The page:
City: Macerata (MC)
Type of work: work to improve the seismic resistance of a school building using CTF steel connectors
School buildings in Italy, currently amount to a total number of 56,775, of which, 80% were built after the Second World War (Source XV – “School Ecosystem” report). They are part of a building heritage that is extremely important for any country, and therefore must be monitored and protected.
The Italian government introduced the first regulation making seismic checks for buildings obligatory with the document OPCM no. 3274 of 2003 and consequently established a fund of 200 million Euro (art. 32 bis of Legislative Decree no. 269/2003, made into law no. 326/2003) for the completion of seismic checks, and for works that were urgently required.
With law no. 244 dated 24 December 2007, this fund was increased by a further 20 million Euro per year starting from 2008 until 2013. During this period of time, a total of 242 interventions on school buildings were funded and co-funded, for an average of 40 per year, with an average cost of 478,000 Euro per intervention (the regions with the highest numbers of funded interventions were: Veneto (37), Calabria (31) and Sicily (27)).
Further funding was subsequently donated to schools, and more is currently being approved.
Among the schools that benefited from part of these funds for seismic improvement is the “G. Leopardi” High School of Macerata. The building is almost one hundred years old, it has been subjected to extensive maintenance works over the years, and continues to perform its public utility activities at the service of many students.
The building was originally conceived to fulfil military duties and to be a demonstration of the presence of the Regime in the city, while at the same time producing one of the main façades of the new city development. Engineer Biagini, entrusted with the completion of the project, suggested an intervention consistent with the architectural solutions of the past century, and, in fact, standard technological solutions of the period were used: vertical masonry supporting structure (with the exception of the basement floor, in common concrete), staircases and floors with beams and hollow block infill, 5 storeys of timber floors, and a timber truss roof structure.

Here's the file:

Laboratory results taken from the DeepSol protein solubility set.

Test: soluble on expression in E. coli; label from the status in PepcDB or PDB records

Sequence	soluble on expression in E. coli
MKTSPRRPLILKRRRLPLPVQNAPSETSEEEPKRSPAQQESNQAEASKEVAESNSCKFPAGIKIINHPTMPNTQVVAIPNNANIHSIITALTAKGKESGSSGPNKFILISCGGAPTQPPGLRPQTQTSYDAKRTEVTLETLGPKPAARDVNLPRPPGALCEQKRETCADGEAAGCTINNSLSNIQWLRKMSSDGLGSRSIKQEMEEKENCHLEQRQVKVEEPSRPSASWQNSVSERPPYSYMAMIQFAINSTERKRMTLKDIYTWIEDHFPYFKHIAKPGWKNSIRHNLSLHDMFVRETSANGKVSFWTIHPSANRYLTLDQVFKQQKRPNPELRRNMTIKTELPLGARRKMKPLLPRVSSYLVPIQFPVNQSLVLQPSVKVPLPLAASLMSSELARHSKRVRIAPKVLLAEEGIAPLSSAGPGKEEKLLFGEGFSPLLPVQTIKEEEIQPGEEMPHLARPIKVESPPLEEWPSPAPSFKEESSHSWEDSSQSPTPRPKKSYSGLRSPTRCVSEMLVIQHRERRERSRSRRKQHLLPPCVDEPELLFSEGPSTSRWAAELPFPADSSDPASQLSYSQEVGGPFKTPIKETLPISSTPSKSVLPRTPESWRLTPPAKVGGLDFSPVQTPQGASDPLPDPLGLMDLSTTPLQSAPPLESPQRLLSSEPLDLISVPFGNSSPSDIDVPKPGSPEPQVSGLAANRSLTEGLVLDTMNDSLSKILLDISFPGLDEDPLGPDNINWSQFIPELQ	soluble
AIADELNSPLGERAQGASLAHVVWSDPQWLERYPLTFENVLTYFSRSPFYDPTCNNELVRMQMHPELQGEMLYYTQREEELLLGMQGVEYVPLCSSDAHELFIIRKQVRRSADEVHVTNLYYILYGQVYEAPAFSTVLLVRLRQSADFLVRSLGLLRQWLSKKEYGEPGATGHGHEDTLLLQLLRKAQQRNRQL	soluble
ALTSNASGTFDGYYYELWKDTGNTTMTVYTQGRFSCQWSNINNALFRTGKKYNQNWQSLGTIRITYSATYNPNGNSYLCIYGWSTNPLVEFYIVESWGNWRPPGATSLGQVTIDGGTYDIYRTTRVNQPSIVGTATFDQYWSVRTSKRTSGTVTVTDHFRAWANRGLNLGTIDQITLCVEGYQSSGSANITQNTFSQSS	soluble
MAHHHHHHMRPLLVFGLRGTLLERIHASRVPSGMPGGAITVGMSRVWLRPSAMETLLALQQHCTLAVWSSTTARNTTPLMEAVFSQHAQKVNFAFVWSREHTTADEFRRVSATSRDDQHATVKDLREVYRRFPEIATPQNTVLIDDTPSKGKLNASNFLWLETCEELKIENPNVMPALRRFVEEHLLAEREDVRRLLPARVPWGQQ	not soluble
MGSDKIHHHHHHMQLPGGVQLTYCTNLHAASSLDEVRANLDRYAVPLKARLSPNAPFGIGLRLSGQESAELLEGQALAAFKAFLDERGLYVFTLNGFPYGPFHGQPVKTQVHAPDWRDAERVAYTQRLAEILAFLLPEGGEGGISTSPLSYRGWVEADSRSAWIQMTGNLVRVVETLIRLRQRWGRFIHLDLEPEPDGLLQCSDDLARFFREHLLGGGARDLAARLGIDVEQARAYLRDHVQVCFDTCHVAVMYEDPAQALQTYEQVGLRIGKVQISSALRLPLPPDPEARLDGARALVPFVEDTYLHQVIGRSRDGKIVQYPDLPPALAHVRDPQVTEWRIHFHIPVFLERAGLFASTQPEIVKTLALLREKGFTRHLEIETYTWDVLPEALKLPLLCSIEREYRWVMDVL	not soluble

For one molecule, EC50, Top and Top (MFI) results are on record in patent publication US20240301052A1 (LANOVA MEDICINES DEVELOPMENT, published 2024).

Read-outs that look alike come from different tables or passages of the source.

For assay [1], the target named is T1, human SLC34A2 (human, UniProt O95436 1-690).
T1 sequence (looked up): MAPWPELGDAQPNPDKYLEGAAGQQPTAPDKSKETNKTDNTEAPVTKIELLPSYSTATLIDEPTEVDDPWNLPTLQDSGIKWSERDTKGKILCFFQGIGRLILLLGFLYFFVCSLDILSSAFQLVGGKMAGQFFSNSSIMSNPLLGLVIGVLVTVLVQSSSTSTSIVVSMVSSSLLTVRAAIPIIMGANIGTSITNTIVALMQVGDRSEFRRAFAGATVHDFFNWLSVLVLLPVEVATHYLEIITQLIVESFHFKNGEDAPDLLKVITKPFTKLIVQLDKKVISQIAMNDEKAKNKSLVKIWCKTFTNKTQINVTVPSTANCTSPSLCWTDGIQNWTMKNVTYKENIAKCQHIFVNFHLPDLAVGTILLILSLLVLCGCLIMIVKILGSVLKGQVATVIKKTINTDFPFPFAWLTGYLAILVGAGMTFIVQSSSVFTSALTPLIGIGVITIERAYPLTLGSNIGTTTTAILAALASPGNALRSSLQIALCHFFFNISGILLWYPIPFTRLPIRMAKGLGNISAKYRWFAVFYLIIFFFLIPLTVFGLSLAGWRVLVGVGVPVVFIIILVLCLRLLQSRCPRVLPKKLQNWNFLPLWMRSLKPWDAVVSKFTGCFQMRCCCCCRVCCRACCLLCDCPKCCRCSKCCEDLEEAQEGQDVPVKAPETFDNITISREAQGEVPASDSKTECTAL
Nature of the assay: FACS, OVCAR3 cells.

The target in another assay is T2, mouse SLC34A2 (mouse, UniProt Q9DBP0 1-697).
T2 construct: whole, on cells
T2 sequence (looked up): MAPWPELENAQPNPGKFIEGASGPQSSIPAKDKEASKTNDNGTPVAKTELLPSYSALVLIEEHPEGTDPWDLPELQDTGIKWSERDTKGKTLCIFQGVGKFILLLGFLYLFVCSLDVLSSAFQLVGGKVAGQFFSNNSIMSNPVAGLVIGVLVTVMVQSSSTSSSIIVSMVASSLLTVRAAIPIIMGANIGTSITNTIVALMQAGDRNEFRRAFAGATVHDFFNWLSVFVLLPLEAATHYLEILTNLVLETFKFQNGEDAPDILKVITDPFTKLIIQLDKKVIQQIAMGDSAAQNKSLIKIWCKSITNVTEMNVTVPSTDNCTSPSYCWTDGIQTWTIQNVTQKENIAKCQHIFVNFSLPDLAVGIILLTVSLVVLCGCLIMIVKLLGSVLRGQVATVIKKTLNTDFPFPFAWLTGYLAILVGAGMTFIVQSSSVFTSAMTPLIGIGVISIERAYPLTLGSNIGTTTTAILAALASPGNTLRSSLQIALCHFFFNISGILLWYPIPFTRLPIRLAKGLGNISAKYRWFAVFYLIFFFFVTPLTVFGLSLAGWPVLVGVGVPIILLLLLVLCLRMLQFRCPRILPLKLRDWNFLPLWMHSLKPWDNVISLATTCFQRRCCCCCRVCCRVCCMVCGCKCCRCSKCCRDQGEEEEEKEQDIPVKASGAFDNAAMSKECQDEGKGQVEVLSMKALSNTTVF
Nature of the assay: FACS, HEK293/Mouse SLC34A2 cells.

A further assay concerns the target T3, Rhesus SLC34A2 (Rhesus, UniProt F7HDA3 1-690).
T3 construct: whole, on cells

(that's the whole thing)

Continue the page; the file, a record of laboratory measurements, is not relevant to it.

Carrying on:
It was initially built as “Caserma Corridoni”, and was subsequently restored after the Second World War bombing, to be converted into a High School. Since then, important further restoration works have taken place: insertion of tie chains on each floor following the earthquake of 1 September 1951; construction of an extra storey, due to the important increase in population at the end of the sixties, and recently the removal of plasterwork, due to its continuous detachment, and a static improvement of the basement floor masonry walls
The very last works of 2015 included the overall seismic improvement of the building, which consisted of interventions aimed at increasing the resistance of the building, without however achieving the safety levels of the standard (par. 8.4.1 and C8.4.2 of Italian Circular 617/2009). NTC 2008 Italian standards allow these types of works provided that (par. 8.4.1 and C8.4.1 of Italian Circular 617/2009):